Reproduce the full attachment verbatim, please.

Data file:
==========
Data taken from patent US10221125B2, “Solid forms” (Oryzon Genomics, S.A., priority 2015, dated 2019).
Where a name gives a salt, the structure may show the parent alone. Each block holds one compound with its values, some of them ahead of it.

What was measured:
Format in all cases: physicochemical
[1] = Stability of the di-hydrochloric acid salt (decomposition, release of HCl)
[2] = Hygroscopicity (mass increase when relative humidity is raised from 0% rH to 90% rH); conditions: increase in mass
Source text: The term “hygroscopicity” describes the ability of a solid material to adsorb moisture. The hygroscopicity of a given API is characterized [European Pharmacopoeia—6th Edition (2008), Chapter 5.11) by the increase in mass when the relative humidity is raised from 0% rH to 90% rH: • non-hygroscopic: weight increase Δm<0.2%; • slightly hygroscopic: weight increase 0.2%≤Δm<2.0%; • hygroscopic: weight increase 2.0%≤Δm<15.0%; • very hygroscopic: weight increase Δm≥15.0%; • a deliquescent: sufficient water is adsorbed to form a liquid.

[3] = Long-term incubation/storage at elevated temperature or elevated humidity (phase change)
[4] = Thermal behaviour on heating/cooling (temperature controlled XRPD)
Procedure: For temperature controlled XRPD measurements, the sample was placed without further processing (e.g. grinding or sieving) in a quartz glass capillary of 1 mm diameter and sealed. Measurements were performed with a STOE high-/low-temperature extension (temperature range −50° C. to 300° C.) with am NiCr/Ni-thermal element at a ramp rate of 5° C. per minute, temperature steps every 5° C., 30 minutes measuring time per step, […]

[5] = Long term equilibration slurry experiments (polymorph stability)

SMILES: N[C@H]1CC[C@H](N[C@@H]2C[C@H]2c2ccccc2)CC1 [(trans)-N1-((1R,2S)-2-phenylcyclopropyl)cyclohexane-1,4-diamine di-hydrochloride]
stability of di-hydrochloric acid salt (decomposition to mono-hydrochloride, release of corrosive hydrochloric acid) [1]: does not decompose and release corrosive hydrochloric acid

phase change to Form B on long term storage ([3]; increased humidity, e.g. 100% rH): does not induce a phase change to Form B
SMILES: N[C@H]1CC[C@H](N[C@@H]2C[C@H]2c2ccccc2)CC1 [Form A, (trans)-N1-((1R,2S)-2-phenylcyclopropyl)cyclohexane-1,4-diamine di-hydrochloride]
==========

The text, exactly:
Data taken from patent US10221125B2, “Solid forms” (Oryzon Genomics, S.A., priority 2015, dated 2019).
Where a name gives a salt, the structure may show the parent alone. Each block holds one compound with its values, some of them ahead of it.

What was measured:
Format in all cases: physicochemical
[1] = Stability of the di-hydrochloric acid salt (decomposition, release of HCl)
[2] = Hygroscopicity (mass increase when relative humidity is raised from 0% rH to 90% rH); conditions: increase in mass
Source text: The term “hygroscopicity” describes the ability of a solid material to adsorb moisture. The hygroscopicity of a given API is characterized [European Pharmacopoeia—6th Edition (2008), Chapter 5.11) by the increase in mass when the relative humidity is raised from 0% rH to 90% rH: • non-hygroscopic: weight increase Δm<0.2%; • slightly hygroscopic: weight increase 0.2%≤Δm<2.0%; • hygroscopic: weight increase 2.0%≤Δm<15.0%; • very hygroscopic: weight increase Δm≥15.0%; • a deliquescent: sufficient water is adsorbed to form a liquid.

[3] = Long-term incubation/storage at elevated temperature or elevated humidity (phase change)
[4] = Thermal behaviour on heating/cooling (temperature controlled XRPD)
Procedure: For temperature controlled XRPD measurements, the sample was placed without further processing (e.g. grinding or sieving) in a quartz glass capillary of 1 mm diameter and sealed. Measurements were performed with a STOE high-/low-temperature extension (temperature range −50° C. to 300° C.) with am NiCr/Ni-thermal element at a ramp rate of 5° C. per minute, temperature steps every 5° C., 30 minutes measuring time per step, […]

[5] = Long term equilibration slurry experiments (polymorph stability)

SMILES: N[C@H]1CC[C@H](N[C@@H]2C[C@H]2c2ccccc2)CC1 [(trans)-N1-((1R,2S)-2-phenylcyclopropyl)cyclohexane-1,4-diamine di-hydrochloride]
stability of di-hydrochloric acid salt (decomposition to mono-hydrochloride, release of corrosive hydrochloric acid) [1]: does not decompose and release corrosive hydrochloric acid

phase change to Form B on long term storage ([3]; increased humidity, e.g. 100% rH): does not induce a phase change to Form B
SMILES: N[C@H]1CC[C@H](N[C@@H]2C[C@H]2c2ccccc2)CC1 [Form A, (trans)-N1-((1R,2S)-2-phenylcyclopropyl)cyclohexane-1,4-diamine di-hydrochloride]